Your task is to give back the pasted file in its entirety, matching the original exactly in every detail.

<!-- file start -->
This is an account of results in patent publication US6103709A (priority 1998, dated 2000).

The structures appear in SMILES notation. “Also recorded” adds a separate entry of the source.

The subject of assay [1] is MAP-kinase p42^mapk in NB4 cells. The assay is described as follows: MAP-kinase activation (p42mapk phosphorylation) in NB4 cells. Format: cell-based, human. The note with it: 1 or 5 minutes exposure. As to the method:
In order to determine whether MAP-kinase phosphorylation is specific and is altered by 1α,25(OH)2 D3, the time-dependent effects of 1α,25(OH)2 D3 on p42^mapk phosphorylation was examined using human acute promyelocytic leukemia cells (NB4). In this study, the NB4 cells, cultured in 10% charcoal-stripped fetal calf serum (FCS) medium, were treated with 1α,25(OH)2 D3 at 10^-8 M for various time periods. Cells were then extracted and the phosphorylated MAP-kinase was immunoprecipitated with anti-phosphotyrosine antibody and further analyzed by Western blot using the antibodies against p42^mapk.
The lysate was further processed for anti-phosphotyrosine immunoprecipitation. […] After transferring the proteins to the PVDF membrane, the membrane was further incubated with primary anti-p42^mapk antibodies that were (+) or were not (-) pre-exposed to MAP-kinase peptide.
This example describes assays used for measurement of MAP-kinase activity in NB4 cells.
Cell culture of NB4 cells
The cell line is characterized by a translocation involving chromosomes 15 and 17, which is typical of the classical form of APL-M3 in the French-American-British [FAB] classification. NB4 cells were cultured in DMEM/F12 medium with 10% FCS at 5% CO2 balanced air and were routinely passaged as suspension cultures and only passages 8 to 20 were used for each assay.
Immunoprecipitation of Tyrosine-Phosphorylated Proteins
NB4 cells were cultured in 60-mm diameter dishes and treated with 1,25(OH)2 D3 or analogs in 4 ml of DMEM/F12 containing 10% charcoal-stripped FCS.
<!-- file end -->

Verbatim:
This is an account of results in patent publication US6103709A (priority 1998, dated 2000).

The structures appear in SMILES notation. “Also recorded” adds a separate entry of the source.

The subject of assay [1] is MAP-kinase p42^mapk in NB4 cells. The assay is described as follows: MAP-kinase activation (p42mapk phosphorylation) in NB4 cells. Format: cell-based, human. The note with it: 1 or 5 minutes exposure. As to the method:
In order to determine whether MAP-kinase phosphorylation is specific and is altered by 1α,25(OH)2 D3, the time-dependent effects of 1α,25(OH)2 D3 on p42^mapk phosphorylation was examined using human acute promyelocytic leukemia cells (NB4). In this study, the NB4 cells, cultured in 10% charcoal-stripped fetal calf serum (FCS) medium, were treated with 1α,25(OH)2 D3 at 10^-8 M for various time periods. Cells were then extracted and the phosphorylated MAP-kinase was immunoprecipitated with anti-phosphotyrosine antibody and further analyzed by Western blot using the antibodies against p42^mapk.
The lysate was further processed for anti-phosphotyrosine immunoprecipitation. […] After transferring the proteins to the PVDF membrane, the membrane was further incubated with primary anti-p42^mapk antibodies that were (+) or were not (-) pre-exposed to MAP-kinase peptide.
This example describes assays used for measurement of MAP-kinase activity in NB4 cells.
Cell culture of NB4 cells
The cell line is characterized by a translocation involving chromosomes 15 and 17, which is typical of the classical form of APL-M3 in the French-American-British [FAB] classification. NB4 cells were cultured in DMEM/F12 medium with 10% FCS at 5% CO2 balanced air and were routinely passaged as suspension cultures and only passages 8 to 20 were used for each assay.
Immunoprecipitation of Tyrosine-Phosphorylated Proteins
NB4 cells were cultured in 60-mm diameter dishes and treated with 1,25(OH)2 D3 or analogs in 4 ml of DMEM/F12 containing 10% charcoal-stripped FCS.